If we care for the ecosystem, it will care for us

If we care for the ecosystem, it will care for us
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Highlights

There is a park close by. Every day, it teaches me a lesson on how nature has creatively ensured a chain of dependence between all the living and non-living things that keep the park alive and bustling.

There is a park close by. Every day, it teaches me a lesson on how nature has creatively ensured a chain of dependence between all the living and non-living things that keep the park alive and bustling.

And I hasten to add, there is enough life - on the ground, below the earth and in the trees. If you are lucky, your shoulders will be caressed by hungry caterpillars and your walk can be interrupted by playful squirrels chasing one another.

Not forgetting earthworms, garden lizards, the early morning woodpeckers and robins. Lucky park visitors can also see koels, mynas, the rare parrot, monkeys and the dogs that time and again exercise their right to visit the park!

This park is actually more than just a place to sit, play and walk. If we possess the ability to observe, we could learn a lot from the park… a daily lesson that we all are bound together in the great circle of life.

But how do we ensure that this park's endearing dynamic unfolds for us? Get involved, immersed and most importantly observe the surroundings. Then a visit to the park actually grows into a daily lesson! And the circle of life starts becoming a relatable, living concept.

Allow me to explain. For this I will touch upon two spaces – a Hollywood film and the basic explanation of an ecosystem. The popular Lion King a Walt Disney film hit the screens in 1994.

An animated film - a story of a lion cub with some very strong characters and messages that resonate with both young and old even today. An endearing story and I borrow the explanation given by the father of the cub Mufasa to Simba, the cub on the concept of dependence and how everything is interconnected - "when we die, our bodies become the grass, and the antelope eat the grass, and so we are all connected in the great circle of life". Simply put, the lion cub was told why the balance was to be retained and respected.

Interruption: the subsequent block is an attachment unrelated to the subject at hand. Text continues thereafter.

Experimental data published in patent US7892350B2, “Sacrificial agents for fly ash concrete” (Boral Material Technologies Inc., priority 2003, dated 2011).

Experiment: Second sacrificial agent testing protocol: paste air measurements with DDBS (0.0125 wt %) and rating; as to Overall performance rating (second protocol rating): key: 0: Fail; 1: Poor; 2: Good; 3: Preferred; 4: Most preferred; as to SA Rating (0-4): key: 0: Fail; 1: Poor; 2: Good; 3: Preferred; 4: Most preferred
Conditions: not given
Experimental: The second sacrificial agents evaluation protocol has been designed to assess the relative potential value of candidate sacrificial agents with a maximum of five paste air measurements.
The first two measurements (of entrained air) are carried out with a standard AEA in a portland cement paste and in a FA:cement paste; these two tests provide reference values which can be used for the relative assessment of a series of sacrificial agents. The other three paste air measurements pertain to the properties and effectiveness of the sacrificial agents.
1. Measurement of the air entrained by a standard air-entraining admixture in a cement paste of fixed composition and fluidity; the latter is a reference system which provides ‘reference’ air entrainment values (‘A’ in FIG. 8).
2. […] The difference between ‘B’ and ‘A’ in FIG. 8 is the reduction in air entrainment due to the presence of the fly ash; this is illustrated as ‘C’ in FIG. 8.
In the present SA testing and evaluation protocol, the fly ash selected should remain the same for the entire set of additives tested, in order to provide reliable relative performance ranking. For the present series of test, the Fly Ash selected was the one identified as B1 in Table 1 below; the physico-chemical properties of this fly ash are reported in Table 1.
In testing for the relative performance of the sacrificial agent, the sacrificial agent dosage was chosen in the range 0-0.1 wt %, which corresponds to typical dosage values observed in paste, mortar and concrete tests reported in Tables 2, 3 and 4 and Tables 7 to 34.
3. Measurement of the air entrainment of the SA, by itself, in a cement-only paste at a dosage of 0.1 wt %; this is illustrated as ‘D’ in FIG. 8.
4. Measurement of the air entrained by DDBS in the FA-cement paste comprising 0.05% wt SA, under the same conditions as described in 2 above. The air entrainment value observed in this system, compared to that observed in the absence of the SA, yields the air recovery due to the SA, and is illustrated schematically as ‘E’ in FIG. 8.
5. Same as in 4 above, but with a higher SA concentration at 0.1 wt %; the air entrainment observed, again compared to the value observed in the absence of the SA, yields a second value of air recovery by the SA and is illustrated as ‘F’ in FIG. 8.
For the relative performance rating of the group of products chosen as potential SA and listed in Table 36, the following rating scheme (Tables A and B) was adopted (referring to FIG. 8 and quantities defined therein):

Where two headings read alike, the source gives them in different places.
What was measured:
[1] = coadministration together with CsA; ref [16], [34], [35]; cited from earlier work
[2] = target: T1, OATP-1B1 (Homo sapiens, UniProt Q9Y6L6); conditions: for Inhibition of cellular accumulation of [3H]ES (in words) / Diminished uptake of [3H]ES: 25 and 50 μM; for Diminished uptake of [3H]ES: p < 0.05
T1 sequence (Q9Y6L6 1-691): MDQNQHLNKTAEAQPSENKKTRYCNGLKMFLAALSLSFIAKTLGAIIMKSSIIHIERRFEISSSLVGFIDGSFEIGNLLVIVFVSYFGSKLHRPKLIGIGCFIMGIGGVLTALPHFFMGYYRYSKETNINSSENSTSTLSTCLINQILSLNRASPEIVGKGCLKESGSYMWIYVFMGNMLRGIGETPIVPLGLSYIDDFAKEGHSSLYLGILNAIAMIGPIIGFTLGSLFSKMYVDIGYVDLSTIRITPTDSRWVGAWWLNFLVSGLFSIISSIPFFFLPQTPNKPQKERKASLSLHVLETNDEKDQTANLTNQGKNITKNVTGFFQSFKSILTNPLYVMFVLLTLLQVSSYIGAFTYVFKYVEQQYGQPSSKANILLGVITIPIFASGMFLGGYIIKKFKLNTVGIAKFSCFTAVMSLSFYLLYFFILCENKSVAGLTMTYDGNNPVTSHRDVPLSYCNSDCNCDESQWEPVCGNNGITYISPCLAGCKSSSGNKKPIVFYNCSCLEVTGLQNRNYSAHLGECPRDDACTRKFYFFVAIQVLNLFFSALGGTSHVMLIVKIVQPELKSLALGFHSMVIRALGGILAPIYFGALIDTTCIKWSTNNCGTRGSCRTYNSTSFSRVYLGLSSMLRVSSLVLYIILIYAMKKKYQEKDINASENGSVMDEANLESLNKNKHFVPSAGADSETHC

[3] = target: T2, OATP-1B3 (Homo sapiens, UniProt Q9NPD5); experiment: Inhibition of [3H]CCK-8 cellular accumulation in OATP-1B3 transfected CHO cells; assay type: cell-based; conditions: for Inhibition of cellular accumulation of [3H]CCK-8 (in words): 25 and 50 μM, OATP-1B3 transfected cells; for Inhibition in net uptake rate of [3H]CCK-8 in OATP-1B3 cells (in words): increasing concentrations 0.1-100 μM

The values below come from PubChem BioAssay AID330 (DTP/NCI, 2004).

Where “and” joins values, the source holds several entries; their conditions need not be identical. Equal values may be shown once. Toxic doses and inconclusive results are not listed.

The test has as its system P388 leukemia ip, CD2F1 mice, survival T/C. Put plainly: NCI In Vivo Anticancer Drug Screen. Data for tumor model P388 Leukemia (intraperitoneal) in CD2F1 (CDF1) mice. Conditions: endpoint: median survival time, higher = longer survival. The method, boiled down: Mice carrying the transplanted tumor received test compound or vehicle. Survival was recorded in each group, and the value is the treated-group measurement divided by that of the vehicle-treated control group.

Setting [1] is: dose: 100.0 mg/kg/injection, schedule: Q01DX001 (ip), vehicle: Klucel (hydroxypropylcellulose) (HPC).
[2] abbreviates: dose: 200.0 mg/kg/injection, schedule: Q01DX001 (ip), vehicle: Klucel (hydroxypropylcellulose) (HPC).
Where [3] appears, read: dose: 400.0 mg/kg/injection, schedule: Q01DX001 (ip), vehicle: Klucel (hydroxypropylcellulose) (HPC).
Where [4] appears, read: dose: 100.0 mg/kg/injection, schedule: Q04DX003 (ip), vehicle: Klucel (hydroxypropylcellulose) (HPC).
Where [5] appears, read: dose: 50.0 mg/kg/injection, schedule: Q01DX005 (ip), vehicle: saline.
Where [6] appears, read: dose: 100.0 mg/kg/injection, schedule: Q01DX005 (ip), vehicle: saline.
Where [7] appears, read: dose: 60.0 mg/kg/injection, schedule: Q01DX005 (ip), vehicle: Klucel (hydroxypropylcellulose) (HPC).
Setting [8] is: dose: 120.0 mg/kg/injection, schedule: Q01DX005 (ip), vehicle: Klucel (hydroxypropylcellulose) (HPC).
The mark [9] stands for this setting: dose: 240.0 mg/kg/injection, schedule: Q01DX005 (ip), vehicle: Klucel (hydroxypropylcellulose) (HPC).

Next, let us turn to the bio- diverse world around us, where ecosystems abound. You would know that an 'ecosystem includes all of the living things (plants, animals, and organisms) in a given area that interact with each other, as well as the non-living environments (weather, earth, sun, soil, climate, atmosphere) that surround the living things.'

The park close by has a thriving ecosystem too. It has tall trees, shrubs, bushy plants, fruit bearing trees, nuts in abundance, neem, gulmohars and more keep each other company.

Squirrels, garden lizards, grasshoppers, butterflies, koels, robins, woodpeckers, pigeons, cats and ants of different varieties make the park a busy eco-neighborhood. And the inhabitants below the earth – aplenty.

Earthworms and worms of many types, not forgetting the earth nurturing bacteria and the mushrooms that spring to life after a few rains. This park and its rich ecosystem become visible only if we can observe, connect and feel for them.

Plants, insects, animals and bacteria all seem to be playing a role in this principle called the circle of life. Even if one of them goes missing or becomes extinct, then the park's life-support system goes awry. Really?

The answer is yes. And to be one with supporting the survival of ecosystems, we need to first inculcate the ability to observe, understand that we are also a dependent being within the ecosystem.

And for all of us to survive and life to be sustained, we need to look after each other. From the earthworm to the squirrel to the woodpecker and us – we are all bound by the great circle of life. Take the first step to discover it – observe … Many a lesson will unfold in front of you.

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